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My Own Little Empire
posted May 7, 2003
Scott Mills' latest book features the kind of story that young artists working in various forms are often seduced into making. A loosely-connected group of friends and acquaintances living in the small town of Lucksburg negotiates that difficult time in life when one has adult appetites, childish tastes, and a level of personal responsibility that falls somewhere between the two. In My Own Little Empire, Mills treats his readers to an all-night concert ticket sleep-out, a restless car ride filled with arguments and idle alcohol consumption, a disappointing rock and roll show, aimless workplace theorizing, a sensitive lad in love with a bully's girlfriend, dropping acid, and roaming around an abandoned building. These are things to which readers in more than one generation can relate. Taken together, they add up to a recognizable and realistic youth experience.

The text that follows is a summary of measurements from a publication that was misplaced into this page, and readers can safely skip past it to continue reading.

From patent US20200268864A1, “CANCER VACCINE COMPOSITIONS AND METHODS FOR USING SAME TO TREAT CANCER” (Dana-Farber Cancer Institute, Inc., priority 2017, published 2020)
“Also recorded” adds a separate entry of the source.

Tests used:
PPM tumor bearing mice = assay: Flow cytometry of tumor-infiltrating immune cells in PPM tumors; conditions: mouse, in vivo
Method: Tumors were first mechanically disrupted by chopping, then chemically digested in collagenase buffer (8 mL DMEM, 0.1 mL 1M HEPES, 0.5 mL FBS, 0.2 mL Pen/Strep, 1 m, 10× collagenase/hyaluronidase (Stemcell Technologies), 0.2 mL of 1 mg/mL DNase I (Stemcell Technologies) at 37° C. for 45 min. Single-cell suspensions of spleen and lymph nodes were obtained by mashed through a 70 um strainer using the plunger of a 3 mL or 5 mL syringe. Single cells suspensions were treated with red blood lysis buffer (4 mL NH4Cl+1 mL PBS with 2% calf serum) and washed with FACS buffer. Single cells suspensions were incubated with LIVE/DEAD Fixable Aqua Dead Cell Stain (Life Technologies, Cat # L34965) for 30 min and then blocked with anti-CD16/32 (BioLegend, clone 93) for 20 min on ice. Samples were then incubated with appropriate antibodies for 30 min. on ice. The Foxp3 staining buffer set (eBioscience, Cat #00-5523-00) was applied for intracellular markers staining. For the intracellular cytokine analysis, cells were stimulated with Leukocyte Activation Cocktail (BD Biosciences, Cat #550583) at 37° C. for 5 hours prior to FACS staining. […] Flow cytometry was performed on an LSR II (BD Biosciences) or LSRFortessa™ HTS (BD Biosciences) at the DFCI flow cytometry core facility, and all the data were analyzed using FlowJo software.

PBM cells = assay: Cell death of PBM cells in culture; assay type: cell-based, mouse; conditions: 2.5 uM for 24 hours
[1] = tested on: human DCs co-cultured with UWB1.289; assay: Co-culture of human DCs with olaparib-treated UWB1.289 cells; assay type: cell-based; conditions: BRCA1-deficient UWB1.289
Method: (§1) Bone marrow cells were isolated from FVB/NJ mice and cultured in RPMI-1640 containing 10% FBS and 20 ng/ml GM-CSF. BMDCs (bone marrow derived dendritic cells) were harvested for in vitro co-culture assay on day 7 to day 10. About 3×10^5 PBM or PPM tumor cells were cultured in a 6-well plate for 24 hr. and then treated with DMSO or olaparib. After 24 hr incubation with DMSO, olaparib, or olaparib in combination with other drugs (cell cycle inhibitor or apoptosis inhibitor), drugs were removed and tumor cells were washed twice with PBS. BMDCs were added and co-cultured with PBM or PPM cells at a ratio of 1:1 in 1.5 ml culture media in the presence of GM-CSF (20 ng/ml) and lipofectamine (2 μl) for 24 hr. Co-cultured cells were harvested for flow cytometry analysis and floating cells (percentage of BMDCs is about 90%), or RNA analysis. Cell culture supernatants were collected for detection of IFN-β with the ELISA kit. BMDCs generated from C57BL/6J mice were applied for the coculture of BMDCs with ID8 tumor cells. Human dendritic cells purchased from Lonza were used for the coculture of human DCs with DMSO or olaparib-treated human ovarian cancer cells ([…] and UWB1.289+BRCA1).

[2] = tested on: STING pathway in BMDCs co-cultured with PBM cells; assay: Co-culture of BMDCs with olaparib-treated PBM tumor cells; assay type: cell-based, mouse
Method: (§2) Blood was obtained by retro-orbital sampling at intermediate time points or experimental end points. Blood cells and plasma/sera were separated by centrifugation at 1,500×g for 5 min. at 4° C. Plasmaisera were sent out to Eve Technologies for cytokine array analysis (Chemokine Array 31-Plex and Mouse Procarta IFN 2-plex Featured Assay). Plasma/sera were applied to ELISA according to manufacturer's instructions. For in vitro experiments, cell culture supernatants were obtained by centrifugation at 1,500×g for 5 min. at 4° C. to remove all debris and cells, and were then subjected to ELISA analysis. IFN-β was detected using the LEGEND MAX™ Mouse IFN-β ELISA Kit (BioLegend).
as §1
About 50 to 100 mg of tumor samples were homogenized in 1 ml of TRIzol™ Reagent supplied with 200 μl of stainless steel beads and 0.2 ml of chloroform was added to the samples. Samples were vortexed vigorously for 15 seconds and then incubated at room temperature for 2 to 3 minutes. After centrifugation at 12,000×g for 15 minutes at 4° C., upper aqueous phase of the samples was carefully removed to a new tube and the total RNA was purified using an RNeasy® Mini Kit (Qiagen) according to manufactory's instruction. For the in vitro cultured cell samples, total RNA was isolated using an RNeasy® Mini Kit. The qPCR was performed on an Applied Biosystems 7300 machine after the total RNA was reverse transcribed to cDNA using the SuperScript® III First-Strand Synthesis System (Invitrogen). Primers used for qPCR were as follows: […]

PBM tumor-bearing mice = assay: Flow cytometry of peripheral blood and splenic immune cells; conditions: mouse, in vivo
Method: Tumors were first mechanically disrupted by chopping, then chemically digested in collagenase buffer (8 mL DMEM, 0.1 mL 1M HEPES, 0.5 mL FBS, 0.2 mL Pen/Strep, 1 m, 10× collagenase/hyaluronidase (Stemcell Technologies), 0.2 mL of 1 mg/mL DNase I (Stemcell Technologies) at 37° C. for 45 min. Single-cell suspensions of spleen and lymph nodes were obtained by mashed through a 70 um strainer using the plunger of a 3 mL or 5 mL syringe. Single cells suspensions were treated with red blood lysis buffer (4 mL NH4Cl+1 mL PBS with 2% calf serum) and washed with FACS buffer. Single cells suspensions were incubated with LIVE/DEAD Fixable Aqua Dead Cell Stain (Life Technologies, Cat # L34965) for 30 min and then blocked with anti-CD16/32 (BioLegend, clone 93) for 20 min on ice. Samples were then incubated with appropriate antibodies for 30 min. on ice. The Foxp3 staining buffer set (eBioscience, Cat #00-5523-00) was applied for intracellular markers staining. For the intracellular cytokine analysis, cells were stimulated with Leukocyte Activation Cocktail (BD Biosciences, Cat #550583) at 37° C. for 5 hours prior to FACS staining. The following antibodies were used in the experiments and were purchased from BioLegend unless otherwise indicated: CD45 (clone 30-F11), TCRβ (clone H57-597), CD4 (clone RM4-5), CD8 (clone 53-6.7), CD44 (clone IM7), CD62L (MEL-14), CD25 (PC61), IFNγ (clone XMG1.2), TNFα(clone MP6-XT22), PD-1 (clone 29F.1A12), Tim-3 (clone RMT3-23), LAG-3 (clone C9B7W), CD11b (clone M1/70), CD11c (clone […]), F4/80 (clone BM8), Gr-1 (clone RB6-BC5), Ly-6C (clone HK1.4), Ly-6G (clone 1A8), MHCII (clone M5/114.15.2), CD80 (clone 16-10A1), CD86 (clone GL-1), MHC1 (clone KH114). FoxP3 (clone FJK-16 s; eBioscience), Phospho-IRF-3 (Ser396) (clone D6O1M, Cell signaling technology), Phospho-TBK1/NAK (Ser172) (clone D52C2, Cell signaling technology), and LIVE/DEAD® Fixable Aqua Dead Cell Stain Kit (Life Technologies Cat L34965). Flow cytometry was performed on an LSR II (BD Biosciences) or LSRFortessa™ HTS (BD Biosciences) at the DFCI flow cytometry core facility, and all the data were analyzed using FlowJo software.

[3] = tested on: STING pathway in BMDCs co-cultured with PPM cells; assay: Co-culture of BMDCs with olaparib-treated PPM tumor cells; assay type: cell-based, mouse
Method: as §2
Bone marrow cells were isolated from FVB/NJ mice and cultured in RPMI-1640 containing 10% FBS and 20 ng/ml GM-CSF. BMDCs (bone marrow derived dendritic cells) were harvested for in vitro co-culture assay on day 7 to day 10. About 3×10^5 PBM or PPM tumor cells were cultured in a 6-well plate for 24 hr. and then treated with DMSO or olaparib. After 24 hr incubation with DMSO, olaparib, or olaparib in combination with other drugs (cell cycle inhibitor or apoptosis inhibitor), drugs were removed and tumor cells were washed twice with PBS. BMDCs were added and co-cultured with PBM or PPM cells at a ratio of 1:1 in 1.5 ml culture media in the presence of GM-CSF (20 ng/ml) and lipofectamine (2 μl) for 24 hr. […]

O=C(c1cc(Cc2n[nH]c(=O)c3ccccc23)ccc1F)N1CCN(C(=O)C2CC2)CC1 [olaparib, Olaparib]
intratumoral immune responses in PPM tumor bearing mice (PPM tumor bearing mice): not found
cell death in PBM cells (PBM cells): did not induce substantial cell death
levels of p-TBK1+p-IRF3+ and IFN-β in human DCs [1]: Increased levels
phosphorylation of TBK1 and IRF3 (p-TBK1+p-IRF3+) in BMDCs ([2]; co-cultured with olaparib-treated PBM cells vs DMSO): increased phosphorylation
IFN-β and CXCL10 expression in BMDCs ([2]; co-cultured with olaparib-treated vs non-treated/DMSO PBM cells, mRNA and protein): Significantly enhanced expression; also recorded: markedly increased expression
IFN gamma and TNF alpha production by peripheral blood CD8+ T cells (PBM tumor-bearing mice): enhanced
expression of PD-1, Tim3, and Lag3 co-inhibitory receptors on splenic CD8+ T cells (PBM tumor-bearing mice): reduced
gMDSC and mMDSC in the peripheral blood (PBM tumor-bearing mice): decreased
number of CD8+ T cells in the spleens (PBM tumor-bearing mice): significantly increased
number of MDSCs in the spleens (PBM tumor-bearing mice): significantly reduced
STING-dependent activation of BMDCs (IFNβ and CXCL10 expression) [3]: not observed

Recognition can take a work only so far. As a story often told, My Own Little Empire needs to offer something unique and compelling in its execution in order to justify a reader's attention. It fails to do so, on almost every level one can imagine. Mills' minimalist approach to art leads to a narrative that resists grounding itself in interesting detail. As a result, Mills' work lacks both the description of local quirks that can make for an entertaining social document, and the degree of observation concerning familiar events that forces the reader to see them in a new way. Compounding matters, many of the characters are difficult to tell apart, both in the looseness of their visual presentation and the bland verbal stamp they share, and there is a profound lack of narrative structure. In other words, Mills adds nothing to the bare bones of a story that isn't that interesting in the first place. Reading My Little Empire is like eating pizza with a bunch of people you don't know and having them trade high school stories replete with personal shorthand and slang. You feel slightly sorry for the sheer tedium of their experiences, but mostly you just wish they'd change the subject.